Reports on attacks and rearmament: Yemen before new round of war

Both the Saudi-backed government and the Iran-backed Houthi rebels are preparing to end the ceasefire.

A man stands up and between rubble in front of a car that was also destroyed.

A Yemeni man in a house bombed by Saudi Arabia in Sanaa in January 2022 Photo: Photo: Hani Al-Ansi/dpa

SANAA taz | A ceasefire has been in place in Yemen since April 2 between the Iran-backed Houthi rebel group and the Saudi-backed interim government. It envisages the release of all prisoners from all parties to the conflict, the opening of the international airport in the capital Sanaa for civil and commercial flights – the city is controlled by the Houthis, the government has therefore prevented air traffic – and the reopening of roads between rebel and government areas.

The latter applies in particular Taiz – the city has been under the Houthi blockade since 2015 – and the port of Hodeidah on the Red Sea, which is important for supplying the Houthi region, which is repeatedly blocked by Saudi warships in particular.

But now the balance sheet looks bleak. The internationally recognized government states that it has fulfilled all the conditions of the ceasefire; thus the international airport of Sana’a was opened for civil and commercial flights. So far, however, only a few flights have operated, the most common route is to Amman in Jordan, where negotiations between the Houthis and the government took place from May.

The main roads between rebel and government areas are still closed, Taiz cut off from the outside world. The opening of the roads had been a main topic in the negotiations in Amman.

Controversy over the opening of roads

In the first round of negotiations, the Houthi delegation proposed that instead of opening the main roads – which they categorically refused to open – only the secondary roads to Taiz should be opened. The government delegation refused.

Abdal-Karim Shaiban, head of the government delegation in the negotiations, is now warning of a return to war. He says: “The road that the Houthis have offered to open is inappropriate. They cannot pass cars. That means the siege continues. We also hold the UN envoy Hans Grundberg responsible for this.”

Since the beginning of the year, the Houthis have doubled the number of earthen barriers cutting through the main road between the city of Taiz and Hawban district, satellite images show. Nadir Abdullah, who lives in the Hawban area, says: “A few days after the ceasefire announcement, people associated with the Houthis planted mines on the main road that should have been opened after the ceasefire agreement.”

On June 26, the Houthis announced the collapse of negotiations in Jordan. After that, they tried to mobilize and supply their fronts with fighters and weapons.

mutual threats

On July 4, Hussein al-Ezzi, the Houthi government’s deputy foreign minister, tweeted that he would take military action in the government-held governorate of Marib, east of Sana’a.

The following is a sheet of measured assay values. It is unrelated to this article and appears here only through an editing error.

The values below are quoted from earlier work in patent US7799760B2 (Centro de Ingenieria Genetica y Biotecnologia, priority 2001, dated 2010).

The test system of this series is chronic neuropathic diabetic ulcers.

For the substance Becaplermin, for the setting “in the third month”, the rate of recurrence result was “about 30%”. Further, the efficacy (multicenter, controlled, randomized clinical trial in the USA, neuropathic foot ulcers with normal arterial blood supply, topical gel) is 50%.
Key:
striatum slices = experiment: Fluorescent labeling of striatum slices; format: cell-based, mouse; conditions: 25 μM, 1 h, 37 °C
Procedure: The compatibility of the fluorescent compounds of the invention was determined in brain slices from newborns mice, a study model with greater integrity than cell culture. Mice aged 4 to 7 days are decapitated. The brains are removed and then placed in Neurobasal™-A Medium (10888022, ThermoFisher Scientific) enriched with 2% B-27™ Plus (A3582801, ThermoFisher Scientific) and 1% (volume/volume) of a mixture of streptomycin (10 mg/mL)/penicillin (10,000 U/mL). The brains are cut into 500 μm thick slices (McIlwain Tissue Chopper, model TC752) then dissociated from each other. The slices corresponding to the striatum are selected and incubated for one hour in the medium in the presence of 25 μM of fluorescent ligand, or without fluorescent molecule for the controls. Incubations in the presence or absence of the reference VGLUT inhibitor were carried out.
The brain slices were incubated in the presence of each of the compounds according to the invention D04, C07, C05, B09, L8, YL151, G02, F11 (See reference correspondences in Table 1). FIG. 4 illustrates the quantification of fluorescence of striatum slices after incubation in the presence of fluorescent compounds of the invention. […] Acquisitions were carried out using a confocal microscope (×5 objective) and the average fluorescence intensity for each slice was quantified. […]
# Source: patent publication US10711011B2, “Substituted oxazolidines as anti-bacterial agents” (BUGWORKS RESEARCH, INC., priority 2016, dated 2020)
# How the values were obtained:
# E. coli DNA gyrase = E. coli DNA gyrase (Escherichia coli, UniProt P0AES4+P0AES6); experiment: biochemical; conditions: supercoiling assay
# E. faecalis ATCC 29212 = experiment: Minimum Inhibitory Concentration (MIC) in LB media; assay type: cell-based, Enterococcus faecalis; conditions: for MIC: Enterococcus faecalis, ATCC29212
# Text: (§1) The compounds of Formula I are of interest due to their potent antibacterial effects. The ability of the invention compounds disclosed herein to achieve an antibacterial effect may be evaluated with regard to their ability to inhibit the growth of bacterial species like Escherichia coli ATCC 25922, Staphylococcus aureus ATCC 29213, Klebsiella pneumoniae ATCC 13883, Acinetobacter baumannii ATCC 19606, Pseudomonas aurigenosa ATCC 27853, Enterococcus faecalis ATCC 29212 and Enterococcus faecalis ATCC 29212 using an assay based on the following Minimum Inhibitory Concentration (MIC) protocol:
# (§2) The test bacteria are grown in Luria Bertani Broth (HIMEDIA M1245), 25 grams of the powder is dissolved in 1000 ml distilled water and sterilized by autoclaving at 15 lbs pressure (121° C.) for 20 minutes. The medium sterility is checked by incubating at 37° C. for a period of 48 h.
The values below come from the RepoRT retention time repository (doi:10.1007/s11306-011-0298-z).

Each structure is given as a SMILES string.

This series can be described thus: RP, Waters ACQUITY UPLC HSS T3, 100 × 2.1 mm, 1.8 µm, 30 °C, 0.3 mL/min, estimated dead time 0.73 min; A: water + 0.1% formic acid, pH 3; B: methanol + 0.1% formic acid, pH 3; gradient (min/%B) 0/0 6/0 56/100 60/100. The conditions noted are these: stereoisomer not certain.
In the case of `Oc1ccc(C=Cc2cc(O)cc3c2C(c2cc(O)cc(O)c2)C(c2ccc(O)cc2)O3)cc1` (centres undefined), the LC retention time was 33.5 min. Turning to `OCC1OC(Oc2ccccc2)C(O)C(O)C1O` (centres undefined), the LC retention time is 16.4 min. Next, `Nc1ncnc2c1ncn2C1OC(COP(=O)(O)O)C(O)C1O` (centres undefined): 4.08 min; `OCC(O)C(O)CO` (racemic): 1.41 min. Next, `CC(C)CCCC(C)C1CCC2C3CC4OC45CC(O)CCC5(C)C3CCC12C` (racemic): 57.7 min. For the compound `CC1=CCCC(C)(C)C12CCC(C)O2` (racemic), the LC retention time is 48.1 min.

Many Yemenis take this as a sign of the return of war and the end of the ceasefire. At a meeting with army leaders in Taiz governorate, Brigadier General Tariq Saleh, deputy in the Council of Presidents of the internationally recognized government, called for the armed forces to increase their combat readiness and prepare for any Houthi violation of the ceasefire.

Map of Yemen showing the regions controlled by the government and the Houthi rebels respectively.

Photo: infotext

Mosleh Mohammed, a retired major general in the Yemeni army, is skeptical about the ceasefire. It is only an opportunity for the warring factions to regroup and consider their plans for resuming military operations.

“The ceasefire cannot lead to a final solution because Saudi Arabia will not allow the presence of pro-Iranian militias on its southern borders,” he says.

Mutual accusations

The Houthis would also try to resume fighting. The ceasefire, he says, only came about because the international actors were busy with the war in Ukraine.

Shawqi al-Qadi, member of the Yemeni parliament, said: “The continuation of the ceasefire means that the Houthi group remains a de facto authority controlling the areas it controls.” This means that the war continues.

The Houthis return the allegations. On July 6, the Supreme Political Council, the Houthi government’s highest authority, accused coalition and government forces of failing to honor the terms of the ceasefire. The government side is obstructing the opening of roads to Taiz. He announced a unilateral initiative to open a side street, the so-called Sixty Street Road.

Abdullah al-Mamari, a journalist and human rights activist in Taiz, says: “The Houthis’ motives are military, not humanitarian. This street has no direct connection to the city. The road leads past an air defense camp, I think the Houthis want to check that.” The fact that they announced that they would open this road now of all times is also an attempt to evade responsibility by accommodating the demand a little.

Attacks, new fortifications and troop reinforcements

Grundberg explained to the UN Security Council last Monday that there were reports from both sides about shelling, drone strikes, reconnaissance flights, troop reinforcements and the construction of new fortifications.

“In recent weeks we have seen worrying, escalating rhetoric by the parties questioning the usefulness of the ceasefire,” he said, warning that the alternative to the ceasefire is a return to war “with all the foreseeable consequences for Yemeni civilians and… regional security”.

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